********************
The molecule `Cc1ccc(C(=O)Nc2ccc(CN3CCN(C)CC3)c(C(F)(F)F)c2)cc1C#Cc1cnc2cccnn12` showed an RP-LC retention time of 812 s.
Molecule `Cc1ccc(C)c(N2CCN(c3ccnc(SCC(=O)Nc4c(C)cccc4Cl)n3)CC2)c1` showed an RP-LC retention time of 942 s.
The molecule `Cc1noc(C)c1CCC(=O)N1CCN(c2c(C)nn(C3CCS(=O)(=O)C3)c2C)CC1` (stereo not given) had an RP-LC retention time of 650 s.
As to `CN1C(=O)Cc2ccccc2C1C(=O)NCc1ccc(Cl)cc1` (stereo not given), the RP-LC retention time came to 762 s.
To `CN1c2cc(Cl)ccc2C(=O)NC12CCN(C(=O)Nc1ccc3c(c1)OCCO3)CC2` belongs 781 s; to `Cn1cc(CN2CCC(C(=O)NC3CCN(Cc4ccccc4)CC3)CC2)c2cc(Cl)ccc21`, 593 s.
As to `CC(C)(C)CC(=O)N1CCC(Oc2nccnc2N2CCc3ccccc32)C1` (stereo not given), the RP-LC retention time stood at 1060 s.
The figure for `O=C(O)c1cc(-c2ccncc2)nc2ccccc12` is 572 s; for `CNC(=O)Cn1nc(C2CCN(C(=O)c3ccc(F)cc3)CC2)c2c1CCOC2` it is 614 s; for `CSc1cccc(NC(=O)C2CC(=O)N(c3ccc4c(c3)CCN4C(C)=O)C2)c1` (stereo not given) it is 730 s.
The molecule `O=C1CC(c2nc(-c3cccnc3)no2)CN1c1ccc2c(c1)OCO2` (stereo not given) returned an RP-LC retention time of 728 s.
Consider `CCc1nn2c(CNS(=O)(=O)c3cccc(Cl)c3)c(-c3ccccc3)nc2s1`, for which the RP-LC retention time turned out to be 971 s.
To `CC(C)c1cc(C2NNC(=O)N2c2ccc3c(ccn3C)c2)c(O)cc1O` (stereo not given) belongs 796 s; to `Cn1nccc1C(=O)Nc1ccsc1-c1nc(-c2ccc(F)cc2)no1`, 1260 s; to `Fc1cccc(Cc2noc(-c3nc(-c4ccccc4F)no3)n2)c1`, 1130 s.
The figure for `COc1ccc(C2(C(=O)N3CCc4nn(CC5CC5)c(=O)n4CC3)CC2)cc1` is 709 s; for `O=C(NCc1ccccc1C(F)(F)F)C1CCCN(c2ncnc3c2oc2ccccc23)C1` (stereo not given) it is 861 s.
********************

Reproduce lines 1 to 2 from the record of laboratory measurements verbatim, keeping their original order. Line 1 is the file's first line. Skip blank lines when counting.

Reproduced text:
The molecule `Cc1ccc(C(=O)Nc2ccc(CN3CCN(C)CC3)c(C(F)(F)F)c2)cc1C#Cc1cnc2cccnn12` showed an RP-LC retention time of 812 s.
Molecule `Cc1ccc(C)c(N2CCN(c3ccnc(SCC(=O)Nc4c(C)cccc4Cl)n3)CC2)c1` showed an RP-LC retention time of 942 s.